A team of British researchers, led by the University of York, is warning governments and healthcare decision makers across the globe to be wary of the myths and hype surrounding medical tourism.
In an article, to be published in the journal Policy & Politics by Policy Press, the researchers challenge the idea that ever greater numbers of patients are prepared to travel across national borders to receive medical treatment.
'Medical tourism' is where people leave their own country to seek medical treatment abroad. They are typically treated as private patients and the costs are fully recouped. This is distinct from 'health tourism' where there is not always an intention to pay.
In the article, the authors, who include academics from the London School of Hygiene & Tropical Medicine, Royal Holloway University, and the University of Birmingham, looked beyond the NHS and the UK to address the wider international issues of medical tourism, examining how other countries are addressing this global phenomenon.
They describe 'three myths' of medical tourism: the rise and rise of medical tourism; enormous global market opportunities; and that national governments have a role to play in stimulating the medical tourism sector through high-tech investment.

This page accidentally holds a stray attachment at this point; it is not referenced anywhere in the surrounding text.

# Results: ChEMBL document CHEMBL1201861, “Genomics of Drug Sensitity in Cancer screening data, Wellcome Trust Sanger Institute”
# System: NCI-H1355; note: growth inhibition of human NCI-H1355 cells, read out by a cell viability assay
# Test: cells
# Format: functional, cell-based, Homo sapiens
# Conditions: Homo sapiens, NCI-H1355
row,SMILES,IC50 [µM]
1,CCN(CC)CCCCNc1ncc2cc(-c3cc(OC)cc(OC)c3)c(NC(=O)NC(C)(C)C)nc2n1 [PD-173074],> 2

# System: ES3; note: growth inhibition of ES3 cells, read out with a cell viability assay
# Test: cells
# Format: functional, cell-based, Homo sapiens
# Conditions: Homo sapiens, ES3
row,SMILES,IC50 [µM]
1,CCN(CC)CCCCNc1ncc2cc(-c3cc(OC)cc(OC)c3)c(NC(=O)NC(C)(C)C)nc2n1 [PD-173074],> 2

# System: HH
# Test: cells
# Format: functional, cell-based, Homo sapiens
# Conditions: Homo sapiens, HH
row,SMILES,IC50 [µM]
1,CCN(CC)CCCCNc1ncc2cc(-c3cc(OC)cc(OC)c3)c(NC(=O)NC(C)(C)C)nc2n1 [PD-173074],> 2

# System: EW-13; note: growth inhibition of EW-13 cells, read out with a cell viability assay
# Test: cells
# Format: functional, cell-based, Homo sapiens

The researchers say these three widely-held assumptions cannot be backed up with hard evidence but are encouraged by interested parties such as healthcare providers, and brokers and facilitators who act as intermediaries between providers and patients.
Lead author Dr Neil Lunt, from the University of York's Department of Social Policy and Social Work, said: "In the past decade or so, the global health policy literature and consultancy reports have been awash with speculations about patient mobility, with an emphasis on how ever greater numbers of patients are travelling across national jurisdictions to receive medical treatments.
"Yet authoritative data on numbers and flows of medical tour
|Contact: Caron Lett|
University of York